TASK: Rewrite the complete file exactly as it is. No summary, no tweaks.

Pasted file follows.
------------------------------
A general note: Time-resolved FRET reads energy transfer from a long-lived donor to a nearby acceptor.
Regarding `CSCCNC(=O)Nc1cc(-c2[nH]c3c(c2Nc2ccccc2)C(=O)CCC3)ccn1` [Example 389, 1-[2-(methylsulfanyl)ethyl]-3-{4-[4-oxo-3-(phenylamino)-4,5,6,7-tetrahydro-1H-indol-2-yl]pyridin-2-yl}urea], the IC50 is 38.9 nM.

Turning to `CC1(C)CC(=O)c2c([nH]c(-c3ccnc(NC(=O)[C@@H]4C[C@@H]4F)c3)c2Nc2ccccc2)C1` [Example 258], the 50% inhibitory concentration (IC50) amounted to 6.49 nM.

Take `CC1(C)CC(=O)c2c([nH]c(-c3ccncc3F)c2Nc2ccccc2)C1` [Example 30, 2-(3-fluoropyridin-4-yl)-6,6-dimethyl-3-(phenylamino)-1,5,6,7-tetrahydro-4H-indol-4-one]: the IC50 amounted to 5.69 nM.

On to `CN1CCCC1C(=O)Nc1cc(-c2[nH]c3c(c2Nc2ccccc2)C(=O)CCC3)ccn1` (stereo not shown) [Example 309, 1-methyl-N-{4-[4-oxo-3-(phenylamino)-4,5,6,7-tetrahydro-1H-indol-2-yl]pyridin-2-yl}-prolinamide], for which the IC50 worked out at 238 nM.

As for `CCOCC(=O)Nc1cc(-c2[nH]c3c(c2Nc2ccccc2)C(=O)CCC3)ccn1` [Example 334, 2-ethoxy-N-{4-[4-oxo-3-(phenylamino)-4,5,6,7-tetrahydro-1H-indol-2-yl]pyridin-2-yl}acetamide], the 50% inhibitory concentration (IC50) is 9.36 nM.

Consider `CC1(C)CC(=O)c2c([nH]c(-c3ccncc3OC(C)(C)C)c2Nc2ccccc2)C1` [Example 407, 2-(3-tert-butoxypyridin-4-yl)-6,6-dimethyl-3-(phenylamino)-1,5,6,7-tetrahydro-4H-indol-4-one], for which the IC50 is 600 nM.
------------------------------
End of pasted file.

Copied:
A general note: Time-resolved FRET reads energy transfer from a long-lived donor to a nearby acceptor.
Regarding `CSCCNC(=O)Nc1cc(-c2[nH]c3c(c2Nc2ccccc2)C(=O)CCC3)ccn1` [Example 389, 1-[2-(methylsulfanyl)ethyl]-3-{4-[4-oxo-3-(phenylamino)-4,5,6,7-tetrahydro-1H-indol-2-yl]pyridin-2-yl}urea], the IC50 is 38.9 nM.

Turning to `CC1(C)CC(=O)c2c([nH]c(-c3ccnc(NC(=O)[C@@H]4C[C@@H]4F)c3)c2Nc2ccccc2)C1` [Example 258], the 50% inhibitory concentration (IC50) amounted to 6.49 nM.

Take `CC1(C)CC(=O)c2c([nH]c(-c3ccncc3F)c2Nc2ccccc2)C1` [Example 30, 2-(3-fluoropyridin-4-yl)-6,6-dimethyl-3-(phenylamino)-1,5,6,7-tetrahydro-4H-indol-4-one]: the IC50 amounted to 5.69 nM.

On to `CN1CCCC1C(=O)Nc1cc(-c2[nH]c3c(c2Nc2ccccc2)C(=O)CCC3)ccn1` (stereo not shown) [Example 309, 1-methyl-N-{4-[4-oxo-3-(phenylamino)-4,5,6,7-tetrahydro-1H-indol-2-yl]pyridin-2-yl}-prolinamide], for which the IC50 worked out at 238 nM.

As for `CCOCC(=O)Nc1cc(-c2[nH]c3c(c2Nc2ccccc2)C(=O)CCC3)ccn1` [Example 334, 2-ethoxy-N-{4-[4-oxo-3-(phenylamino)-4,5,6,7-tetrahydro-1H-indol-2-yl]pyridin-2-yl}acetamide], the 50% inhibitory concentration (IC50) is 9.36 nM.

Consider `CC1(C)CC(=O)c2c([nH]c(-c3ccncc3OC(C)(C)C)c2Nc2ccccc2)C1` [Example 407, 2-(3-tert-butoxypyridin-4-yl)-6,6-dimethyl-3-(phenylamino)-1,5,6,7-tetrahydro-4H-indol-4-one], for which the IC50 is 600 nM.